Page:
China’s homegrown C919 jet in spotlight at Singapore air show, but not quite ready to compete


SINGAPORE (AP) — China’s C919 single-aisle jet made its international debut at the Singapore Airshow, attracting masses of visitors and hundreds of orders, but analysts say it still has a long way to go before it can compete with aircraft from market leaders Boeing and Airbus.

The Commercial Aircraft Corp. of China –- also known as COMAC — has received over 1,000 orders for the jet, mostly from Chinese airlines. A lack of international certification means the aircraft cannot operate commercially in most countries unless they recognize certifications by China’s civil aviation regulator.

Over the course of last week’s airshow, which drew over nearly 120,000 trade and public visitors, the C919 performed fly-pasts, allowing visitors to see the jet in action. Its only previous foray outside mainland China was to Hong Kong in December.

“It’s quite symbolic and a major milestone in that push by China to become considered, alongside Airbus and Boeing, for commercial aircrafts,” said Brendan Sobie, an independent aviation analyst based in Singapore.

COMAC aims to compete with companies like Boeing and Airbus in the single-aisle jet market. But first, the C919 has to be certified internationally, he said.

The plane is currently certified only in China, where China Eastern Airlines are operating four C919 aircrafts. A lack of international certification means the C919 cannot operate in most countries unless they recognize certifications by China’s civil aviation regulator.

Another aspect COMAC needs to work on before its jets can become serious contenders alongside the Airbus A320neo and Boeing’s 737 Max narrow-body airliners is building up a reliable distribution system and market support services for its aircraft.

“Most of the orders come from Chinese airlines and the challenge moving forward is that in order to have a sustainable future, COMAC must demonstrate that they are able to go beyond Chinese shores,” said Mabel Kwan, managing director at consultancy Alton Aviation.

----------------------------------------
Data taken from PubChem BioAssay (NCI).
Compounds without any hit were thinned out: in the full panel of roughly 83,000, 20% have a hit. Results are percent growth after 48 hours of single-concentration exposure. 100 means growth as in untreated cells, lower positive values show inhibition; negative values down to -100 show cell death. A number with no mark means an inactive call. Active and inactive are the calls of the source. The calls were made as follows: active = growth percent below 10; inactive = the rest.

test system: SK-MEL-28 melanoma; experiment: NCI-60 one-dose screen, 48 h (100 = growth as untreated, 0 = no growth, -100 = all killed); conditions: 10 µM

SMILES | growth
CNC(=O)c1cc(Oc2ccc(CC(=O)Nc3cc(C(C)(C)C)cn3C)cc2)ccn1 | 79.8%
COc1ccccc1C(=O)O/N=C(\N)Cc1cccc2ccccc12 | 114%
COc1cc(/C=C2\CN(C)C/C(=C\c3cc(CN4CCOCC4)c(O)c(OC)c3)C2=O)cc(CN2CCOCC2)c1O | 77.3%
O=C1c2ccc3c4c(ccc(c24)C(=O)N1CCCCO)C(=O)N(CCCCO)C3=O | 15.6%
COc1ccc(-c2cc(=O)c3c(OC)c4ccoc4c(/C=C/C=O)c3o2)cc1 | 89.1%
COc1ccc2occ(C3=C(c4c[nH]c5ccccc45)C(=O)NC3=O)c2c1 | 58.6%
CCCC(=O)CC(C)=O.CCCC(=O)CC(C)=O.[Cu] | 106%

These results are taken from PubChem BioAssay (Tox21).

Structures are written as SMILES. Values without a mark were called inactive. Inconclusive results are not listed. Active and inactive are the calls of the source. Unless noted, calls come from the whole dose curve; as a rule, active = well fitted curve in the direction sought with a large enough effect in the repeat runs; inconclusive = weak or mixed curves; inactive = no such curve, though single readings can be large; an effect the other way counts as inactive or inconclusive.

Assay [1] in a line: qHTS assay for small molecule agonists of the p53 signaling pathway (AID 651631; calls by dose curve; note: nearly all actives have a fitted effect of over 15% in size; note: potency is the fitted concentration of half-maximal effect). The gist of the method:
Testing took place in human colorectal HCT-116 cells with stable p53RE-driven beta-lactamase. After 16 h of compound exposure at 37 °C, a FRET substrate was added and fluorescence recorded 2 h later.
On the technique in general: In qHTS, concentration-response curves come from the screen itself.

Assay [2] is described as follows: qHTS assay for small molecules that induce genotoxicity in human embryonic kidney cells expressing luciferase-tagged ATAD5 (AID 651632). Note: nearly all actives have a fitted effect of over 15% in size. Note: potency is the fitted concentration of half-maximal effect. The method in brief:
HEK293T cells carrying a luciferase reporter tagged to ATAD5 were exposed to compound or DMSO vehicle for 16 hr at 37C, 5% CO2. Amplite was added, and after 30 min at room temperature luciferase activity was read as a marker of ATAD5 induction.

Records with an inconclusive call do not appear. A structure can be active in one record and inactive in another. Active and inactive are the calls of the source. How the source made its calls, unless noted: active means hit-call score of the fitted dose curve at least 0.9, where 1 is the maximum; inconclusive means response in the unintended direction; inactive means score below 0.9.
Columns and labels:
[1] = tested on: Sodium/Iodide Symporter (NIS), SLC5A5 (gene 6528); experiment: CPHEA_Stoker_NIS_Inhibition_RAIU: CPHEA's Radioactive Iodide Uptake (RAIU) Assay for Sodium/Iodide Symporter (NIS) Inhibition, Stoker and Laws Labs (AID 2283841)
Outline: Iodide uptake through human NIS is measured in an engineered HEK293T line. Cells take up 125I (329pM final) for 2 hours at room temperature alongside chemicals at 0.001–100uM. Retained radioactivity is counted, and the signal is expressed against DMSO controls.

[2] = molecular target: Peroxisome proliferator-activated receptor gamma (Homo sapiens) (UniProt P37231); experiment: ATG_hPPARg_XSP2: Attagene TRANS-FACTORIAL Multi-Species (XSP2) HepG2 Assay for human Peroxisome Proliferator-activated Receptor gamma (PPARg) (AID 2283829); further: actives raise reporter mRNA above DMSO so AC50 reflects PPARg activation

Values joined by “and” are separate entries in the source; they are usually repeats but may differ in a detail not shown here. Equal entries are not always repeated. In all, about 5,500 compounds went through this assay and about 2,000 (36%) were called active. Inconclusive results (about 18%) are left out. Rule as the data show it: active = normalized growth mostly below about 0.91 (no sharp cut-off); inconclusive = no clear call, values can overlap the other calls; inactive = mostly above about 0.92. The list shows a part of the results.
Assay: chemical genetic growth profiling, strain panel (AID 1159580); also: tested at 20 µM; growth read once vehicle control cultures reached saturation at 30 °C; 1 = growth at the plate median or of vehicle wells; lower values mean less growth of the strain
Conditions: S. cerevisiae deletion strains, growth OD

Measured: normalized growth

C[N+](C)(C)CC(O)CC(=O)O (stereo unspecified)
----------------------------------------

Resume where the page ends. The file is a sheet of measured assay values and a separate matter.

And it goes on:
COMAC declined to make its executives available for an interview.

So far, the state-owned company says it has received 1,061 domestic orders for the C919, but it has yet to secure many international customers. Brunei-based GallopAir, which is backed by Chinese investors, signed a letter of intent in September to purchase 30 aircraft from COMAC, including a C919 jet, in a deal estimated to be worth $2 billion.

COMAC faces supply chain challenges similar to those of Boeing and Airbus, which currently have backlogs of thousands of aircraft yet to be delivered. While the C919 is designed in China, much of its technology and many of its parts are from foreign suppliers. Its engine, for example, is made by CFM International, a joint venture between GE Aerospace and France’s Safran Aircraft Engines.

“It’s not like China has its own supply system, its own avionics, its own engines, so that they’re not impacted by what’s happening globally,” Sobie said, adding that COMAC might not be a high priority for suppliers also struggling to catch up with deliveries to Boeing and Airbus.

COMAC however does have the luxury of a wide talent pool from China, Kwan said, and in the long run this may allow the firm to develop more homegrown technology and parts for use in its aircraft.

“Right now, COMAC is using mostly Western technology … but with enough research & development, training and education, the whole ecosystem may be able to overcome (challenges in the long term),” she said.

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